Robert Frost’s “The Oven Bird”
Robert Frost, the four-time Pulitzer Prize-winning American poet, was able to find meaning in the most minor of topics in his poetry. Whether one prefers “Mending Wall,” “Stopping By Woods on a Snowy Evening,” or “The Road Not Taken” one will recognize that Frost could turn even the most mundane of events into an amazing poem. Frost’s “The Oven Bird,” which was written in 1916, follows the pattern of his more famous poems in that Frost finds much import in the simple “Teacher Teacher Teacher” song of the Ovenbird.
The Oven Bird
THERE is a singer everyone has heard,
Loud, a mid-summer and a mid-wood bird,
Who makes the solid tree trunks sound again.
He says that leaves are old and that for flowers
Mid-summer is to spring as one to ten.
He says the early petal-fall is past
When pear and cherry bloom went down in showers
On sunny days a moment overcast;
And comes that other fall we name the fall.
He says the highway dust is over all.
The bird would cease and be as other birds
But that he knows in singing not to sing.
The question that he frames in all but words
Is what to make of a diminished thing.
The importance Frost finds in the simple song of the Ovenbird is that it signifies the long, downward trend to fall. When one hears the song of the Ovenbird making “the solid tree trunks sound again” one can be sure that spring is gone, “early petal-fall is past,” and the dog days of summer have arrived. The green growth is covered with “highway dust” and “the other fall we name the fall” is well on its way. The Ovenbird “knows in singing not to sing” because there is no need to gussy up or prettify anything in middle of summer, perhaps because it would take too much energy for anything more than the simple “teacher teacher teacher” chant.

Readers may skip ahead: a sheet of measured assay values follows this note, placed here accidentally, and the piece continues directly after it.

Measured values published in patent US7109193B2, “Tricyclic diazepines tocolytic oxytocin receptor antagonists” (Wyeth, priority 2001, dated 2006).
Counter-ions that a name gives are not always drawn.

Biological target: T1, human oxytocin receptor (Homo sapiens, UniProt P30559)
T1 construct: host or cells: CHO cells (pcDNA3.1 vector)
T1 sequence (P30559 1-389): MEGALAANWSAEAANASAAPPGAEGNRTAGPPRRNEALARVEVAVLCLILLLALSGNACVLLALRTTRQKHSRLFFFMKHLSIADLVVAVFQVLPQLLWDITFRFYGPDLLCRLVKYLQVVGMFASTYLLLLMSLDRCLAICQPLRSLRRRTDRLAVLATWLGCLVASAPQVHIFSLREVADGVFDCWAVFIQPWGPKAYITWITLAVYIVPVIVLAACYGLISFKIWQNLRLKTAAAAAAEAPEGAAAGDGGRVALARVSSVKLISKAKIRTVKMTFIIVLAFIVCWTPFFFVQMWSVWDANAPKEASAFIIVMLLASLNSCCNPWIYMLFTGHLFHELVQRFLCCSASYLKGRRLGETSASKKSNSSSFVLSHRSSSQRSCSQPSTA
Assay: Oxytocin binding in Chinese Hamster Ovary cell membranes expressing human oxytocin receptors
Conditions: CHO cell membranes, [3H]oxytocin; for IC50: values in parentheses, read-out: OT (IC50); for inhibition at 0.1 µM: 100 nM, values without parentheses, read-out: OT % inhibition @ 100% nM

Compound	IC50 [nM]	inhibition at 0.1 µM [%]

While the poem is ostensibly and literally about a bird and the seasons, metaphorically it seems more likely that Frost was talking about aging and maybe his own life. He certainly never used fifty-cent words when more simple ones would do so one could argue that he knew “in singing not to sing.” Frost was 42 years old when he wrote this poem, midsummer for a man who lived to be 89, and it is no wonder that he would wonder “what to make of a diminished thing.” He had already graduated from Harvard, married, fathered six children, been published, lived in England, returned to the United States, and was professionally well-established. What more could a man ask for? Of course, Frost went on to become the most successful American poet of his generation, to win four Pulitzer Prizes, to receive over forty honorary degrees, and to read at the inauguration of JFK. Not bad for “a diminished thing.”
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